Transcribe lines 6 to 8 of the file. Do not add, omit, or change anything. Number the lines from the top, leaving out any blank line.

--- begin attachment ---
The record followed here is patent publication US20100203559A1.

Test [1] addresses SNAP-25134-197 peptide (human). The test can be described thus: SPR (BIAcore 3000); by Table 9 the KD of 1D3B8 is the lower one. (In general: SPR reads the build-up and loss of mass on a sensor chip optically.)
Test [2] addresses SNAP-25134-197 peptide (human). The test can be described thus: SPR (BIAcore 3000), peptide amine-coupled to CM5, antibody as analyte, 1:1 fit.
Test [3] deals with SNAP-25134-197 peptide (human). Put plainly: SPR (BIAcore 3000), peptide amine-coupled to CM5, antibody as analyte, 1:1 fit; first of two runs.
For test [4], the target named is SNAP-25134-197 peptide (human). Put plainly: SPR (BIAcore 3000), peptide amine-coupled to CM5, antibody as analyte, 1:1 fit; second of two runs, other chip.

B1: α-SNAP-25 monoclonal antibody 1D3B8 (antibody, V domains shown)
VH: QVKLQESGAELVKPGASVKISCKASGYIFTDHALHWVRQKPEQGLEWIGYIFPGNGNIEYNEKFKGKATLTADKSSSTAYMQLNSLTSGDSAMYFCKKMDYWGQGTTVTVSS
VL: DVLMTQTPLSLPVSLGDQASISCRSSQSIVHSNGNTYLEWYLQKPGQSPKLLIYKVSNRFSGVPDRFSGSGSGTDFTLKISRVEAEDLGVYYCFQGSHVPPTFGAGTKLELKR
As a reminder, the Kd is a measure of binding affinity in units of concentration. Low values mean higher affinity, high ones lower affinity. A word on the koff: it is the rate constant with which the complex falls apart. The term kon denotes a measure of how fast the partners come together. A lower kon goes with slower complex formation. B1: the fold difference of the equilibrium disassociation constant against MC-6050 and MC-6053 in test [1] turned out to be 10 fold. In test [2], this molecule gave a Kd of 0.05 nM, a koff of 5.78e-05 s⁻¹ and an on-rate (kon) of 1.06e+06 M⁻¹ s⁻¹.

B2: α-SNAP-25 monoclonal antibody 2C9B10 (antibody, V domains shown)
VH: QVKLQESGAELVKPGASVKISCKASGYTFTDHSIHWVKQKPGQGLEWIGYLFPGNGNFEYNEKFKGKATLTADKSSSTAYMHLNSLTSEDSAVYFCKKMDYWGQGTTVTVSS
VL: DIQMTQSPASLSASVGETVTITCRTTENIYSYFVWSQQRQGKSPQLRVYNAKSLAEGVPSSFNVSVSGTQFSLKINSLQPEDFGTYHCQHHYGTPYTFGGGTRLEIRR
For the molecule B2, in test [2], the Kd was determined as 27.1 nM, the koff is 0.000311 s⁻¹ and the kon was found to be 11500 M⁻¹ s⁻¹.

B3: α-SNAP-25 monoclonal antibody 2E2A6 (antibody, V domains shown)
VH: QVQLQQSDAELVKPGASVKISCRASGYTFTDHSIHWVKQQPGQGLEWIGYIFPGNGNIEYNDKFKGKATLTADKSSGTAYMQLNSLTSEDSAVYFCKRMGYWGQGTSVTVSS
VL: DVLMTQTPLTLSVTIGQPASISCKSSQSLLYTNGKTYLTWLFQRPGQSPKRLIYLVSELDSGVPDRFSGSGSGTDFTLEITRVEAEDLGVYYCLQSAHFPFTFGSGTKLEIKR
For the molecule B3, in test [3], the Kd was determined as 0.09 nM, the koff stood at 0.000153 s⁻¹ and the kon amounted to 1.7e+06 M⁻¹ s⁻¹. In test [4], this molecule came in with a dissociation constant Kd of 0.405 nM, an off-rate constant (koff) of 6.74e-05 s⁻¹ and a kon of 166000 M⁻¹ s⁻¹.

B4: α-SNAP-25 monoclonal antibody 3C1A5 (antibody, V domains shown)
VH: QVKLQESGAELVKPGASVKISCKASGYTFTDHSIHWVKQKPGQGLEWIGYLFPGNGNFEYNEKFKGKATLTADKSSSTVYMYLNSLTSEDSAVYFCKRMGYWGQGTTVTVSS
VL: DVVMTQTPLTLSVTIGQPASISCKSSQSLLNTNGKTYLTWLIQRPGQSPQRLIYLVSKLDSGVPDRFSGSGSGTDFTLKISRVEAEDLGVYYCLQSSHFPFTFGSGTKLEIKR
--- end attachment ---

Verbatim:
B1: α-SNAP-25 monoclonal antibody 1D3B8 (antibody, V domains shown)
VH: QVKLQESGAELVKPGASVKISCKASGYIFTDHALHWVRQKPEQGLEWIGYIFPGNGNIEYNEKFKGKATLTADKSSSTAYMQLNSLTSGDSAMYFCKKMDYWGQGTTVTVSS
VL: DVLMTQTPLSLPVSLGDQASISCRSSQSIVHSNGNTYLEWYLQKPGQSPKLLIYKVSNRFSGVPDRFSGSGSGTDFTLKISRVEAEDLGVYYCFQGSHVPPTFGAGTKLELKR